September Evening

September Evening

September Evening

Season of mists…

The under colour seems to have no relationship to the final colours‘ is a comment I’ve had regarding a number of recent paintings. Sure enough, this is something I’ve started to do in the last few months. There are several reasons for this apparent irrational behaviour.

Principaly, I use only 3 colours and I try and get the 3 into every mix to produce a ‘harmony’. Sometimes this means having the inappropriate colour as an under colour (example: red in the blue of the sky) and not completely covering it with the final layer.

This is the effect the Impressionists were trying to achieve, but in a different way. Their way was to have opposite colours adjacent to each other as deliberate brush strokes. This did achieve the effect of ‘shimmering’ natural light but lost out in terms of producing a natural realism.

You can view the above picture in close up, by clicking on the picture. Notice the multitude of colours in the ‘blue’ of the sky. This may not be ‘photographically’ correct but I think it is vibrant and alive.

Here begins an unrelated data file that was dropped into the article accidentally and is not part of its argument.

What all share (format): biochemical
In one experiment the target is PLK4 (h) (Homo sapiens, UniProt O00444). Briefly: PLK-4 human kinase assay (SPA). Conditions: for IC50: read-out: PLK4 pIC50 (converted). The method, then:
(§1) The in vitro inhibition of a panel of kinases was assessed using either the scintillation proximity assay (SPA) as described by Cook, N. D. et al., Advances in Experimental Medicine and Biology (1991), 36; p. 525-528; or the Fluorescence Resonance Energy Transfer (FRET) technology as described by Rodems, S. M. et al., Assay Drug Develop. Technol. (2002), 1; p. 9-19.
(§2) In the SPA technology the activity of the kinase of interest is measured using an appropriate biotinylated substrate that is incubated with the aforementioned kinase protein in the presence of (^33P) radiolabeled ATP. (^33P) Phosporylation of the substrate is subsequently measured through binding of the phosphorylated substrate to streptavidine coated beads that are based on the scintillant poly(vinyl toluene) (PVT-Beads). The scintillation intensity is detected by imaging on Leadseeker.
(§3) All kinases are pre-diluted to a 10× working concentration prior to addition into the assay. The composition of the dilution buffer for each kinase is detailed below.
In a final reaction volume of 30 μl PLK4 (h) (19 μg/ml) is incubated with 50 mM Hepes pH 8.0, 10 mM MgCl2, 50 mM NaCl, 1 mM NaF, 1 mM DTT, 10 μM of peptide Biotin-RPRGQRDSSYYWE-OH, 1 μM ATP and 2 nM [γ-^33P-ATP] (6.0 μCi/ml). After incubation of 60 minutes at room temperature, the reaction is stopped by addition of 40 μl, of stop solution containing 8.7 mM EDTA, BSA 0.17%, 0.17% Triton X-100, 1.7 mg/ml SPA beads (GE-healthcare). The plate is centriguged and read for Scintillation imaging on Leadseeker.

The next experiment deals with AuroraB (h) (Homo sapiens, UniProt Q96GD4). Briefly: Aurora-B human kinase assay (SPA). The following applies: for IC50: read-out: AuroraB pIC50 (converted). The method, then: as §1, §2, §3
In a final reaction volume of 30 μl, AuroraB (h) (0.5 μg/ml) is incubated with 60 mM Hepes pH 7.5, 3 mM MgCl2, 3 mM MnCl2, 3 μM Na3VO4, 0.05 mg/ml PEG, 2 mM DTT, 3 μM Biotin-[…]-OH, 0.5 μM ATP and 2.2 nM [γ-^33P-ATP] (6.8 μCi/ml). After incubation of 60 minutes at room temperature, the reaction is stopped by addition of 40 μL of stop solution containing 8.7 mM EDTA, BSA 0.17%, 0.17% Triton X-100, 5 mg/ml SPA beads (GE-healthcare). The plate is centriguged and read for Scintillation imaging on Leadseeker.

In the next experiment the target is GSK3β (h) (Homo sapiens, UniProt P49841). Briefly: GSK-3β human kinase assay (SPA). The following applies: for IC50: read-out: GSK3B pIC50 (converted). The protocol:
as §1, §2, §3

This painting uses only 3 colours (Indian Yellow, Permanent Rose, Cerulean Blue) plus black and white. There is no medium used, only White Spirits. The painting is 16″ x 12″ and was painted in a single ‘wet on wet’ session of about 90 minutes.

Here’s the video of the painting process.

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10 thoughts on “September Evening

    • From the 3 primary colours, red, yellow & blue, all colours can be made – in theory. In painting there are no pure colours, only pigments which approximate the colours. As an example, I use Burnt Sienna as a red. By combining different ‘versions’ of the 3 primaries a particular range of harmonious colours are available in the painting. The under colour will be the colour that is not in the final colour mix. Example: sky blue is made from blue and white. The under colour will then be either yellow or red. All this is necessary because of the limited palette.

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